Jon: Morrissey is like my idol

Dylan: Morrissey is a good one for sure.

Paul: You know who we were listening to before, and talking about him earlier. He’s not really a rockstar but, Post Malone.

Andy: He’s a rockstar.

Paul: Dude, guy’s fucking great.

Anthony: I think Jared Leto is a rockstar.

Andy: I saw him this summer at Firefly. I was in my car, like back in the artist parking lot, and a helicopter literally landed right next to my car. Jared Leto got in and it flew away.

(Laughs)

Paul: For me, why I said Post Malone was because obviously, he has these great hip-hop or R&B hits, but he can go play a Nirvana song, and sound amazing.

Andy: Well being a rockstar is a type of personality. You don’t HAVE to do it with a guitar.

Paul: Yeah! Of course.

Anthony: You can tell he’s just generally a great musician.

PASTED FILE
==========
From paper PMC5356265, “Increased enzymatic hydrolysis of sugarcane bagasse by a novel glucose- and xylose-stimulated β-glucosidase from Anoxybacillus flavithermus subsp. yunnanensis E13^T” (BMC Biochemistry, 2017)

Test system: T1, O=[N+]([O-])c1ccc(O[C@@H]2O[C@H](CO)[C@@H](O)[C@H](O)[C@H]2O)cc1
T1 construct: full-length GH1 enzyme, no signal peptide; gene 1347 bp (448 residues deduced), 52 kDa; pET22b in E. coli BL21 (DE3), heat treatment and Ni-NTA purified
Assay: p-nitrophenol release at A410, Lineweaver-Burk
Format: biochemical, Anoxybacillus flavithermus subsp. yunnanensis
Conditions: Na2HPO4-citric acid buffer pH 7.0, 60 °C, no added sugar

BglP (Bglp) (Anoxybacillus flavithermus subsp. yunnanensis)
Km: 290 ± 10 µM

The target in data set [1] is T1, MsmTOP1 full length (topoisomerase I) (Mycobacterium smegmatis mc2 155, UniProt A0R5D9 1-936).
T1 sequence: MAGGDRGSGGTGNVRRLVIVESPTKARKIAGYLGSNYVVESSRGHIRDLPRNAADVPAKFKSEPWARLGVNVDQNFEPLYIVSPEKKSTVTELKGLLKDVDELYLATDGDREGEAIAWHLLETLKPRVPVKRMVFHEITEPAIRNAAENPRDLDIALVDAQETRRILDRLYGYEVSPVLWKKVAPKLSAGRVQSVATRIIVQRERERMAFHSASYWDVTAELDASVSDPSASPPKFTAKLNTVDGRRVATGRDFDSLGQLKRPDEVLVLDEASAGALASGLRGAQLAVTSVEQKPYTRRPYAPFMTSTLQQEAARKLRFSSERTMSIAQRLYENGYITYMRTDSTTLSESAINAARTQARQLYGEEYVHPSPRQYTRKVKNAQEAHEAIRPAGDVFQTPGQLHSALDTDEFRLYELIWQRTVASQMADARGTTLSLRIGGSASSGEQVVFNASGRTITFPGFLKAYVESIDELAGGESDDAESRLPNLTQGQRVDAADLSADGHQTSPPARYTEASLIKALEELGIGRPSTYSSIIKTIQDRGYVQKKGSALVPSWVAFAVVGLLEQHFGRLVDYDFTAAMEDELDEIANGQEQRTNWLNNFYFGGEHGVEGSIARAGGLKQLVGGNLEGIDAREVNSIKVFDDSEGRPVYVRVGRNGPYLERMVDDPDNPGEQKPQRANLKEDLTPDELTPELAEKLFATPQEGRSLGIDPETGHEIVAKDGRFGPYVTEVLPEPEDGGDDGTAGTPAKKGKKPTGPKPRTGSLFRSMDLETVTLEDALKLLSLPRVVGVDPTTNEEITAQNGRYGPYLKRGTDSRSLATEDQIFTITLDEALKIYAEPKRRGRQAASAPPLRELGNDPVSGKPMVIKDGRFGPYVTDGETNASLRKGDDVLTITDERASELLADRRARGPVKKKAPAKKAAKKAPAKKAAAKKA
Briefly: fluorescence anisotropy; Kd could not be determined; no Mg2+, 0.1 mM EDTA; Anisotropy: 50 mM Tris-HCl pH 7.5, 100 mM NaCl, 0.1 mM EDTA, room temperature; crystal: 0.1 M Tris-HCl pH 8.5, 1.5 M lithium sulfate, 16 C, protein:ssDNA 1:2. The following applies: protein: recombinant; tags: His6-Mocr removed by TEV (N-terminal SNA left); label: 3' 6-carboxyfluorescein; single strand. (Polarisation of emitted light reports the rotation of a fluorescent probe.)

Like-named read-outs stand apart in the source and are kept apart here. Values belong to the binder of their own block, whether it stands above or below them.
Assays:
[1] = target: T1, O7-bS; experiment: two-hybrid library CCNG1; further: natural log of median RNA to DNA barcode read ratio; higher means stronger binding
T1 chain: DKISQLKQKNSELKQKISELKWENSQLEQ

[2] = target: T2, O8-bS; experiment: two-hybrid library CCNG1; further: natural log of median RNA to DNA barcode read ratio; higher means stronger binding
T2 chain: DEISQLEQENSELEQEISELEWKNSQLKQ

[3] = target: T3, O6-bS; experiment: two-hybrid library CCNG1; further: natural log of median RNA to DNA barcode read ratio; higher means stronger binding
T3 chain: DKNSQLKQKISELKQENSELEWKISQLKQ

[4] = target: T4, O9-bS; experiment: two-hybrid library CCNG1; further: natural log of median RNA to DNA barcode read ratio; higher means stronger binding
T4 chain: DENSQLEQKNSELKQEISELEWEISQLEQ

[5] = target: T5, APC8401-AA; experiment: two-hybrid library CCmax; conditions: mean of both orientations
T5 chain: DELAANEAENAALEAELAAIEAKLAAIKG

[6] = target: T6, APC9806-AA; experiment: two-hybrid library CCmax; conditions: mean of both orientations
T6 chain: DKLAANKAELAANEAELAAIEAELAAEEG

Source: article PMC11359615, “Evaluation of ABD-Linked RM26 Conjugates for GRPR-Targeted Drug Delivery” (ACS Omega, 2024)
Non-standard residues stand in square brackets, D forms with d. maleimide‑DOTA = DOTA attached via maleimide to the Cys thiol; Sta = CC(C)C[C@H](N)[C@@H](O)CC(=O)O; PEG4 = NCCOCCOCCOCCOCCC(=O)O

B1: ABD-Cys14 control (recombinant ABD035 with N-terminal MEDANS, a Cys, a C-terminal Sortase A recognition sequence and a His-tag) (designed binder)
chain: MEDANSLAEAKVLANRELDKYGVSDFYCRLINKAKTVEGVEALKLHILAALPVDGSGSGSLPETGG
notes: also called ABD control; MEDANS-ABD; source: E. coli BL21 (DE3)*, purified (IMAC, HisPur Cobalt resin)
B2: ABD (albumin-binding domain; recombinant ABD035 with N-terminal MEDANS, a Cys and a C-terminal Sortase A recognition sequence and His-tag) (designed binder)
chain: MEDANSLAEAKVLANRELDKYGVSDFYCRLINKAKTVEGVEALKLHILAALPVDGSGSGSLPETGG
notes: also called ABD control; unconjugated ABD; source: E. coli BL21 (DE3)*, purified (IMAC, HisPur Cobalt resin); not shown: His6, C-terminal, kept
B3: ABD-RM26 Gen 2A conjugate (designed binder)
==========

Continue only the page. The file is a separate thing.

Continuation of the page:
Andy: Do you feel there’s a certain time period Rad Horror fits best into?

Dylan: Right now. A lot of 90s and emo influences from when we were kids, but it’s 2017. We wanted to modernize the sound. We didn’t wanna sound like Nirvana. That’s why I don’t scream the whole time. It’s a blend, and it’s now. It’s guitar rock of 2018, 2017.

Andy: How does it feel to be an independent rock band in 2017?

Paul: A mixture of emotions.

Dylan: It’s pretty cool. Definitely a mixture of emotions. It’s awesome. I think we’re very fortunate to be a rock band on New Music Friday on Spotify. It’s great. We’re talking about a full guitar band. Not just a band with a guitar in it.

Andy: Like Liam said, there are a ton of bands with guitars who can be great right now, but they “wear it like it’s a fucking necklace.”

(Laughs)

Jon: My favorite quote of his is when someone asked him “Do you have advice for any new bands?” And he goes (Manchester accent) “Yeah, stay the fuck out of my way.”